By Andrea Plaid
Harry Belafonte’s music moves in my mind and life like a childhood memory: I know he’s there and smile or dance when I hear one of his songs just for the little-kid joy it brings to me. (My personal cut: “Jump in the Line,” made famous again by Tim Burton’s Beetlejuice.)
But he moves through my own political consciousness (budding back in the 80s) as one of the first celebrities to organize efforts to aid and stand in solidarity with African countries, from speaking out against apartheid in South Africa and co-organizing the musical benefit record “We Are the World” to now, where he’s harshly criticized former president George W. Bush’s policies about Iraq.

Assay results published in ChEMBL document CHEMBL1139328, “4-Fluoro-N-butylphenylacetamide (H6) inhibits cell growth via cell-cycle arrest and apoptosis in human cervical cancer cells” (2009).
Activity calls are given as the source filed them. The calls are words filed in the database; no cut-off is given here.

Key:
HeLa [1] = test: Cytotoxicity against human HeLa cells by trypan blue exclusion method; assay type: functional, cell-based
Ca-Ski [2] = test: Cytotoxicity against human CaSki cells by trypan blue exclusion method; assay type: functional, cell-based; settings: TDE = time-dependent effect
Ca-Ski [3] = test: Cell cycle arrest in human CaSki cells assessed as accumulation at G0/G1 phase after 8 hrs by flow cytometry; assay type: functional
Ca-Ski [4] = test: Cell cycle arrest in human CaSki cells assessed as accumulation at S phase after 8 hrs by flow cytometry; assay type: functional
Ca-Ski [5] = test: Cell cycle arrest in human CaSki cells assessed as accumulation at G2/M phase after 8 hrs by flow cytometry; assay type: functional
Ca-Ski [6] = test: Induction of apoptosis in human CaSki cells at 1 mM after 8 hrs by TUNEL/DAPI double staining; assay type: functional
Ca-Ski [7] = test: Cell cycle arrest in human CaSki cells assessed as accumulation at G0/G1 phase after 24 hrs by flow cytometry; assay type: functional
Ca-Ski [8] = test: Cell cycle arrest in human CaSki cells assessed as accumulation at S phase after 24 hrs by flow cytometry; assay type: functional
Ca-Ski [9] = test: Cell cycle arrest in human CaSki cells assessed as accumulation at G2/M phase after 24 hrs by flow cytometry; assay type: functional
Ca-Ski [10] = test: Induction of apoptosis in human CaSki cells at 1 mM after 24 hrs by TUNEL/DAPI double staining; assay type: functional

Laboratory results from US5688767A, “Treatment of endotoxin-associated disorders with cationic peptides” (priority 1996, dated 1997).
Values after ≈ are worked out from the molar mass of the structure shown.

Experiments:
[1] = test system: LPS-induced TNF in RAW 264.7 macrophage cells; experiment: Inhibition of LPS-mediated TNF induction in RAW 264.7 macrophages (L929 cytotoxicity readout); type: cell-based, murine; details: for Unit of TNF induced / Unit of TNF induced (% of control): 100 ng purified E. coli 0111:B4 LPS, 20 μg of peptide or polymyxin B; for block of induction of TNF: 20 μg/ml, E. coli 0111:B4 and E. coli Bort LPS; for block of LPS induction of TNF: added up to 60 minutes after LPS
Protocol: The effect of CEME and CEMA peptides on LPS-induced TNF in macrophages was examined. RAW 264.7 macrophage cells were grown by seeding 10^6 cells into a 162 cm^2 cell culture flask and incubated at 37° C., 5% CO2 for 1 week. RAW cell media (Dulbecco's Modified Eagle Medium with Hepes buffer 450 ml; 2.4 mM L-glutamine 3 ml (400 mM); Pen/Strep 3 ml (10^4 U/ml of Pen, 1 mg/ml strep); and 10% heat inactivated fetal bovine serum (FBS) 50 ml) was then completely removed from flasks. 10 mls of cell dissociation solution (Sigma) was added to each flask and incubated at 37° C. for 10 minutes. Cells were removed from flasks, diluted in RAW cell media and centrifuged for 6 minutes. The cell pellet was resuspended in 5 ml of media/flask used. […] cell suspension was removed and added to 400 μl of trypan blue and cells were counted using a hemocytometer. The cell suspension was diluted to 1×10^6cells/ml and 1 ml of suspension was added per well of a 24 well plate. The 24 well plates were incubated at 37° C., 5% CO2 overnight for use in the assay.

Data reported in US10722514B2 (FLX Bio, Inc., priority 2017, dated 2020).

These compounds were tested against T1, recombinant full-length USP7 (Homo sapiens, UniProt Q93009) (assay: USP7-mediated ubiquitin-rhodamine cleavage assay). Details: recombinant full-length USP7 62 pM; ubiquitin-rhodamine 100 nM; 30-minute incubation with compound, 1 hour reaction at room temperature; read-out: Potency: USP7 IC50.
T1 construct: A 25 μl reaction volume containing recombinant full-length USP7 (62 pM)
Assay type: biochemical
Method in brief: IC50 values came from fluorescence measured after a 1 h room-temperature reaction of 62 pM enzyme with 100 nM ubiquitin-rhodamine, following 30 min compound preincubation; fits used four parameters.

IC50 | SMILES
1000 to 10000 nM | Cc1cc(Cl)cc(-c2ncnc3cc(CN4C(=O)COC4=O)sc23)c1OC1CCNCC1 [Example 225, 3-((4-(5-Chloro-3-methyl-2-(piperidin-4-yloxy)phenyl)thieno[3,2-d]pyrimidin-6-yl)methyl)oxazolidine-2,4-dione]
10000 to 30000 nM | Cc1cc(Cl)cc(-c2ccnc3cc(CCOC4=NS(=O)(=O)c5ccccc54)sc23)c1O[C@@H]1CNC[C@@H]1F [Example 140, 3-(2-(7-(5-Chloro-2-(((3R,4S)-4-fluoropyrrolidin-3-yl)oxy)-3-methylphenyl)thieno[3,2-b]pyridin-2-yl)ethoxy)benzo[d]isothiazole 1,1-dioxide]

However, Ms. Owner/Editrix, Latoya Peterson, who saw Belafonte’s documentary not too long ago, breathlessly said at a recent Racialicious editorial meeting, “He is Racialicious.”